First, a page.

John Kihslinger’s kiosk has survived two decades of ups and downs in Calhoun Square. Now he’s battling cancer in the hopes of extending that run after the center’s rebirth.
If it happened in Calhoun Square during the past 20 years, John Kihslinger probably knows about it. He was probably there, in the middle of it.
Janet Jackson and Jimmy Jam catching dinner at Figlio on a Saturday night, a man leading a cow through the mall, a guy jumping into a giant sandcastle display, bubble bath in the fountain, people from all walks of life doing all sorts of things — he’s seen it all from his kiosk, Seasons in Calhoun.
“Very unique folks come through here,” said Kihslinger, now 65. “And they always treat us well. I don’t get tired of the craziness.”
For the first time since launching his seasonal accessories kiosk in the mall in 1987, Kihslinger is selling his sunglasses, hats and other apparel from a store — a temporary space set up because of construction work underway as part of Calhoun Square’s long-awaited revamp. But another change has Kihslinger’s family, friends and the mall community more concerned. In May, he was diagnosed with acute leukemia.
He’s since undergone three rounds of chemotherapy and in a few weeks is scheduled to fly to Seattle for a bone marrow transplant. All the while, family and friends are helping to keep Seasons in Calhoun running, since Kihslinger has no intention of giving up the business.
He’s Calhoun Square’s biggest cheerleader. His experiences in the mall and the camaraderie he’s developed with tenants and community members there have made it an indispensable part of his life.
“If it wasn’t for the future outlook here, then I wouldn’t be here,” he said. “Business has dropped some, but I know the potential here.”
Kihslinger recalled the late ’80s and ’90s, when the mall was packed with almost 60 tenants, most of them high-end shops. Celebrity sightings, such as those of Janet Jackson, who recorded with Jimmy Jam in the area, were common, he said. He gave Jackson a pair of aviator sunglasses once and on another night his son got an autograph from Paula Abdul.
He’s also seen an array of local life, from people just getting by on the street to those living large around the lakes.
“If you go east, there’s a lot of poverty starting right at this block,” he said. “If you go west, there’s quite a bit of money. So we’re in a melting pot here and I think that’s a fascinating part of it.”
Interacting with people is a passion for Kihslinger. He’s a talker and a storyteller and never backs down from a good conversation with anyone. He has knack for remembering faces and his own has become a familiar sight to Calhoun Square visitors.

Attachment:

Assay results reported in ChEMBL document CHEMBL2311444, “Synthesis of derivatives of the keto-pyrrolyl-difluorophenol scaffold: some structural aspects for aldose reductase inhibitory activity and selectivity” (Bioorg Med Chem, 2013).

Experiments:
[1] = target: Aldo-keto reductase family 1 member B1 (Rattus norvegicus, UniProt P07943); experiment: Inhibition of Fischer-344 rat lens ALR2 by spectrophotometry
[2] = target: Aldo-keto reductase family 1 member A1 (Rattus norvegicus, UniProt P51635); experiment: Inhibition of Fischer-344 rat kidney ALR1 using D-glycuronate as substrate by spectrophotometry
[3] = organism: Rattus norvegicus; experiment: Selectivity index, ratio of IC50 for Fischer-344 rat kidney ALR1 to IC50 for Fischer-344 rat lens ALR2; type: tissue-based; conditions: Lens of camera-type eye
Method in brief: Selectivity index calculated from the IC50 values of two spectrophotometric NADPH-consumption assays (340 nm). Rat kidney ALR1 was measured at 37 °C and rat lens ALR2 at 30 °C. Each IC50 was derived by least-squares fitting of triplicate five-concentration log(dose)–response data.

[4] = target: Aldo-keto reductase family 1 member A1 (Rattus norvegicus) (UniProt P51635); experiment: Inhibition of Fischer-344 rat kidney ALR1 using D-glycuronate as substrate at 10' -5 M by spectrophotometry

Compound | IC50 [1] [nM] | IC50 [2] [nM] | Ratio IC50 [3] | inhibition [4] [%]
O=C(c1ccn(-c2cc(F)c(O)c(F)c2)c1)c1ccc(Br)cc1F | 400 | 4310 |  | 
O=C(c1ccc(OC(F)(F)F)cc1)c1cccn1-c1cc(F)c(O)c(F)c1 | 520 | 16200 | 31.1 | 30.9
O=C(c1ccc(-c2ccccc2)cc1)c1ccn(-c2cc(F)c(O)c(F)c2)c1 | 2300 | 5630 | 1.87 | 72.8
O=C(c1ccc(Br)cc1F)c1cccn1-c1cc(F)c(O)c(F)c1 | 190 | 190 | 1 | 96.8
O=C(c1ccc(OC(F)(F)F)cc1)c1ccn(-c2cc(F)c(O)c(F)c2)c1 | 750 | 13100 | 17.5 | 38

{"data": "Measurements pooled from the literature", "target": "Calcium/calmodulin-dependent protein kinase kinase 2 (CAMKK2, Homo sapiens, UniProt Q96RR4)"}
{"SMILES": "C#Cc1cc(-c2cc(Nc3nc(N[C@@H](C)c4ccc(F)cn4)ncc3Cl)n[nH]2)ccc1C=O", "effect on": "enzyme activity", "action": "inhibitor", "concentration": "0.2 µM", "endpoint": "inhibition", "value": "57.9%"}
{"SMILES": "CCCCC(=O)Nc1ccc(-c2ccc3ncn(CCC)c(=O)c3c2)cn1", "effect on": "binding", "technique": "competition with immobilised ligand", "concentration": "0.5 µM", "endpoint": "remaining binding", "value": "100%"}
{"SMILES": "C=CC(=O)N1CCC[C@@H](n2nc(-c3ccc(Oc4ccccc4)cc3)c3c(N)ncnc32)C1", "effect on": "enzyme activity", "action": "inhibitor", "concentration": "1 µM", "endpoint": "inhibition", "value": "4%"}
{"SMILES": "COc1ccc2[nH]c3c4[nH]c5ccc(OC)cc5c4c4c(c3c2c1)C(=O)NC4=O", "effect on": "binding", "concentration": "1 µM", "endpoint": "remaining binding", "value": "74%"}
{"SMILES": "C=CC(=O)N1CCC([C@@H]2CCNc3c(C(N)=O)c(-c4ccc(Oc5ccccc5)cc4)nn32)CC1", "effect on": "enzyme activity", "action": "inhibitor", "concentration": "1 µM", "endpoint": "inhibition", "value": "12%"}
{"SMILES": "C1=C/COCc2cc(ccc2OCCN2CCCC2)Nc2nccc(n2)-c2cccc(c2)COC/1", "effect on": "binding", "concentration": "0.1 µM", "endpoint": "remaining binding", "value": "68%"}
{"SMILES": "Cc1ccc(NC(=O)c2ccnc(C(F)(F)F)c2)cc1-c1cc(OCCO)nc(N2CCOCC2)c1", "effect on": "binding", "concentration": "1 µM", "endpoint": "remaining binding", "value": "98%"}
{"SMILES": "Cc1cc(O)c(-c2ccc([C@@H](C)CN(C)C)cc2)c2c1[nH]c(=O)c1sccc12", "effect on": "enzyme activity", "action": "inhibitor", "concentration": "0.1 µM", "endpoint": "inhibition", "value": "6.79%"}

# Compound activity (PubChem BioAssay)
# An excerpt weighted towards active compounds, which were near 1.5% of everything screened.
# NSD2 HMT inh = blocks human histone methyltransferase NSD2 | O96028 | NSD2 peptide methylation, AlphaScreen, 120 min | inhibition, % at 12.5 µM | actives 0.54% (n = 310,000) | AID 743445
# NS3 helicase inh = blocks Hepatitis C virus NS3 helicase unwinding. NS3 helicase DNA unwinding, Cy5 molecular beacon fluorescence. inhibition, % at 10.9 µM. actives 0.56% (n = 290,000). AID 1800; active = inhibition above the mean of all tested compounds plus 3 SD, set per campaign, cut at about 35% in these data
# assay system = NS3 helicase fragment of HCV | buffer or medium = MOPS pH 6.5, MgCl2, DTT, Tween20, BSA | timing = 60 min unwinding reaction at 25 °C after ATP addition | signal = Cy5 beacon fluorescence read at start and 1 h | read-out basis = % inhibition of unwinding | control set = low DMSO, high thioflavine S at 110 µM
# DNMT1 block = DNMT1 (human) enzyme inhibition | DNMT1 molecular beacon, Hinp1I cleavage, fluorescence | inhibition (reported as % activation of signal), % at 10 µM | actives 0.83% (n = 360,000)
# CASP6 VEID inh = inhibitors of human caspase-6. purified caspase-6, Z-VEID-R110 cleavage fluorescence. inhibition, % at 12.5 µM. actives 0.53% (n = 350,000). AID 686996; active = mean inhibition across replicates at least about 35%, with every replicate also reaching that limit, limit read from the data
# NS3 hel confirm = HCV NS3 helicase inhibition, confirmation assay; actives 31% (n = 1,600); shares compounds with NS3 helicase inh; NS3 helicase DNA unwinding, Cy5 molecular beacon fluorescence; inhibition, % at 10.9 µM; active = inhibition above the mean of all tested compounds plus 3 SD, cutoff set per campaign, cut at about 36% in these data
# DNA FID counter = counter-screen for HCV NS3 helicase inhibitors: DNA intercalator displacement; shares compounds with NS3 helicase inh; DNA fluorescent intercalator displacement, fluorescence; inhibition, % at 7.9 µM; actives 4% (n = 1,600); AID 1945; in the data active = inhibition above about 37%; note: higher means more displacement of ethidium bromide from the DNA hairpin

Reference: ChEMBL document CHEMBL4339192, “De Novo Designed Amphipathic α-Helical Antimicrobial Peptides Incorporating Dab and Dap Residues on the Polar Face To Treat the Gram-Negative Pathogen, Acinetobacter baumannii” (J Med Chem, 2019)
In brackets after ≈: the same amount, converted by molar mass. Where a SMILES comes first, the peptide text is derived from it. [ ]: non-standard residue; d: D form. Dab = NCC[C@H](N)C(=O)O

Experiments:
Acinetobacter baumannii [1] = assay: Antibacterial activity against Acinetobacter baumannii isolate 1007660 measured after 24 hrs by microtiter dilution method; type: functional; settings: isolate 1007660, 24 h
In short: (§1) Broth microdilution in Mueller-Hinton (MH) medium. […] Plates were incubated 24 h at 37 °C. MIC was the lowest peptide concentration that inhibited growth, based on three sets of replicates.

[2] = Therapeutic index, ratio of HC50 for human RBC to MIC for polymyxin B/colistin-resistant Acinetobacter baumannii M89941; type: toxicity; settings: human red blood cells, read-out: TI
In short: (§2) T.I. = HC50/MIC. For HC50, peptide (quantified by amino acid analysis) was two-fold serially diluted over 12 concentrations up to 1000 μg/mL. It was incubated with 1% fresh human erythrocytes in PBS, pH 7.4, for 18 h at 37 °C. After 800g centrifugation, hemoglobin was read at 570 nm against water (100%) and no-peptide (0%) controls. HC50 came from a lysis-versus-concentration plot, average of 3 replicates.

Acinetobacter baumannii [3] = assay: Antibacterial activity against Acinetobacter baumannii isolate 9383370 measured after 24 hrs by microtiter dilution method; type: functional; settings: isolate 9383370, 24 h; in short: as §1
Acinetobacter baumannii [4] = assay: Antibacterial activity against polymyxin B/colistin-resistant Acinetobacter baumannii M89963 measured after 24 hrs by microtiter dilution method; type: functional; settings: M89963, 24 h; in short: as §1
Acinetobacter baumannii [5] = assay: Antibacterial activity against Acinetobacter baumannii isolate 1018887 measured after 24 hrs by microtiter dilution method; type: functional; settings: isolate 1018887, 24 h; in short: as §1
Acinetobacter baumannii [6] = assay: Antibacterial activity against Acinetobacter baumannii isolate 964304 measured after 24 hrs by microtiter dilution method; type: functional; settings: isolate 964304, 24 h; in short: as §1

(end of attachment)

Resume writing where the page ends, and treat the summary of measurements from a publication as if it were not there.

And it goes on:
“Because he’s always been in a kiosk, he was the guy who was always in the middle of the mall,” said Doug Huemoeller, co-owner and general manager of longtime Calhoun Square anchor Kitchen window. “I think he’s very much a regular personality of the mall… he knows everybody.”
His conversationalist style rubbed off on family members and others who have helped run the kiosk over the years. He said his son, John Jr., practically grew up at the kiosk.
“John [senior] is a great guy and he and his employees are kind of like the neighborhood association for the mall,” said Calhoun Square General Manager Gayle Siegler. “They’re out there in front of everything and they visit with people and they’re friendly and he’s always positive about Calhoun [Square] and Uptown.”
Terre Thomas, a relatively new Calhoun Square tenant who runs a boutique called Fairy Godmother, likened Kihslinger to a grandpa on the porch, who knows and keeps an eye on everyone. It was hard to hear of his diagnosis, she said.
“Economically, things are so perilous… to have him leave for a bone marrow transplant. This is just one worry that I wish I could just lift off their shoulders,” she said.
Though he’s determined to stay in Calhoun Square now, Kihslinger said he did burn himself out once, in 2000, and decided to leave the mall for a while. Management invited him back in 2002, and even as businesses left the center and retail slowed throughout the nation in recent years, he stuck with it.
His kiosk, once one of six, was the only one still doing business in the mall before he moved into a store. Though he’s making the new space work, Kihslinger said he prefers the atrium.
“I have a philosophy,” he said. “If you’re out in the middle, you get a lot of impulsive business. They trip right over you.”
Kihslinger’s wife, Carla, said for all the optimism and her husband’s seemingly boundless energy, the future of his involvement in the business is uncertain. He’s been at the store off and on since starting treatment and is now in remission, but there’s still a long ways to go. The bone marrow transplant will keep him out for months, she said.
“It’s been a pretty rough go of it,” she said. “We’ve had good days and not so good days, but we just want him better.”
Family and friends are hosting a spaghetti dinner benefit for Kihslinger Oct. 25 from
noon–3 p.m. at the Look Out Bar & Grill at 8672 Pineview Lane N. in Maple Grove. The cost is $10 for adults and $5 for children. Proceeds will go to the John Kihslinger Benefit Fund, set up through Bremer Bank, a Calhoun Square tenant. Those planning to attend should RSVP in advance to firstname.lastname@example.org.
Kihslinger also has a support website at http://www.caringbridge.org/visit/johnkihslingersenior.
If all goes well with his treatment, Kihslinger said he has no intention of retiring. He can’t wait to see what craziness the new Calhoun Square has to offer — and he hopes to get his business back in the middle of things.
“There’s something about it,” he said. “It’s a challenge every day. Every day is a new day. It’s like you’re starting over every day. That’s what keeps me going is the challenge.”
Reach Jake Weyer at 436-4367 or email@example.com.